National Catholic Reporter
September 9, 1994
MUSLIMS SPIT HOSTS IN TIMOR AS TENSION GROWS
By HUGH O'SHAUGHNESSY Special to NCR
[Hugh O'Shaughnessy, who writes for The Observer in London, was expelled from occupied East Timor at the end of July]
DILI, East Timor—The Indonesians, in occupation of East Timor since their invasion of 1975, have done themselves few favors over the past few months. Tension in this overwhelmingly Catholic country is running as high as it ever has during nearly two decades of dominance by Indonesia, its largely Muslim neighbor.
Bishop Carlos Filipe Ximenes Belo, the Timorese apostolic administrator of the diocese, has a hard and thankless task trying to keep his flock calm in the face of repeated Muslim provocations.
'There is a good deal of tension here at the moment,' he said.
Sadly, Belo has not always had the support of the Vatican or the Catholic bishops of Indonesia. If, as rumor has it, Belo may be awarded this year's Nobel Peace Prize, he will surely have earned it.
The premeditated desecration of consecrated hosts by two Indonesian agents who spat them out and ground them underfoot at the little village of Remexio in June aroused fierce passions here. Those immediately responsible for the action were lucky to escape the hands of the enraged villagers.
The event sparked a series of reparation services in churches that, at the request of congregations from one end of the country to the other, often lasted from morning to late afternoon. The Timorese are very sensitive to insults to their religion.
The further sexual insults and personal offenses to two young Timorese nuns as they prepared to take entrance examinations for the University of East Timor in mid-July, made the already tense situation between the Catholic Timorese and the mainly Muslim occupiers all the more fragile. Those responsible were beaten up by students.
The following day a peaceful student demonstration in the streets of Dili was broken up with great ferocity by the police and by the army whose barracks adjoin the campus.
The action gave rise to suspicion on the part of many that the whole chapter of incidents was designed to make the Timorese, rather than the occupying forces, seem the aggressors. Many also suspect the assaults and desecration follow a pattern seen in the neighboring Indonesian island of Flores, also largely Catholic, and that the acts could be the result of pressure by the Muslim fundamentalist lobby in the Suharto administration in Jakarta.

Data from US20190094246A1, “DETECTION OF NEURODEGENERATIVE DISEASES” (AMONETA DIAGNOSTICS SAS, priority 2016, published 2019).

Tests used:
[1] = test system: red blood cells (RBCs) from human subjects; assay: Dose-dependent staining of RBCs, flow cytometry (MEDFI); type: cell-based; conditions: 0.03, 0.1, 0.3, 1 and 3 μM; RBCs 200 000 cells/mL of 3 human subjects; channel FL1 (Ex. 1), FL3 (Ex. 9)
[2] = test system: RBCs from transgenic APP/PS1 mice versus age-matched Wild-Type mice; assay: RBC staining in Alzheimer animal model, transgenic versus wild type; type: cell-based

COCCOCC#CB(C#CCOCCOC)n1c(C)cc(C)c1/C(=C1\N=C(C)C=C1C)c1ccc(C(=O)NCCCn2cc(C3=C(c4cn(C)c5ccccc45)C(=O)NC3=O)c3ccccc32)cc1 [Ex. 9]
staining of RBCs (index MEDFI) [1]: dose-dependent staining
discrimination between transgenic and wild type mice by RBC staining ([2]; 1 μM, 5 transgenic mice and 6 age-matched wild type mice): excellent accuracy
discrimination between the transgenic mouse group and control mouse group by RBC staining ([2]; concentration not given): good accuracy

These events come at a time when a new generation of Timorese is accepting the torch of resistance to Indonesian occupation that was carried with so much grief over the years by their parents.
It is the universal view in Dili — East Timor's dusty little capital city, wedged between parched mountains and warm sea—that the young people of the country are likely to carry that torch with as much enthusiasm as their elders demonstrated.
When the troops of Gen. Suharto over ran East Timor in the closing weeks of 1975, and when six months later his regime purported to annex the territory, the general opinion in Jakarta and abroad was that the 600,000 Timorese would never be able to withstand the attempts of a country with a population 25 or 30 times larger to swallow them up. In the case of the West, that opinion was larded with some wishful thinking, given that Suharto had proved himself a loyal Cold War ally in having a few years previously liquidated the Indonesian Communist Party and other organizations of the left.
But the Timorese, rudimentary though their society was after 450 years of fitful Portuguese colonialism, were not prepared to be absorbed. They fought.
They did so because they saw the invaders causing the deaths of their compatriots in horrifying numbers. Amnesty International in London estimates that 200,000 died in battle or from hunger and disease caused by Indonesian action.
The invaders were taking away their freedom, their language, their culture and their land, peopling it with a tidal wave of migrants from Indonesia. The very identity of the Timorese was at risk. Seeing the Catholic church as the only institution prepared to stand up for the people's rights, the Timorese converted in droves, a phenomenon that the Dominican friars from Europe had not been able to achieve during centuries of devoted effort.
Today the army that survived from the ephemeral Republic of East Timor, which was proclaimed in the last days before the Indonesian troops violated the border, has for years been operating as a small but determined guerrilla force, the 'Falintil'. Despite the fact that they have never received military aid from the outside world and that their leader Xanana Gusmao, was captured in 1992 and has been imprisoned in a jail in Indonesia, the Falintil have kept up an uninterrupted campaign against the Indonesian troops. In recent years it has never, of itself, threatened Indonesia's military hold on the country, but it has served as a beacon of immense symbolic importance inside and outside the country.
Timorese in exile, meanwhile, maintained a political presence for East Timor in the outside world.
Now, however, the Timorese feel they no longer have to choose between joining the dangerous and exhausting life of the Falintil in the mountains and a wrenching exile from their homeland.
The occupying forces brought educational possibilities to Timor, which they hoped would aid the process of assimilation of the Timorese.
The Portuguese language was suppressed and all instruction is now carried out in Bahasa Indonesia, the language of the larger country, with little attention paid to East Timor's history.
This has made a new national consciousness bloom among young Timorese, who are keen not to lose their cultural roots. "Rejection of the Indonesians has never been stronger," says Armindo Maia, vice rector of the University of East Timor.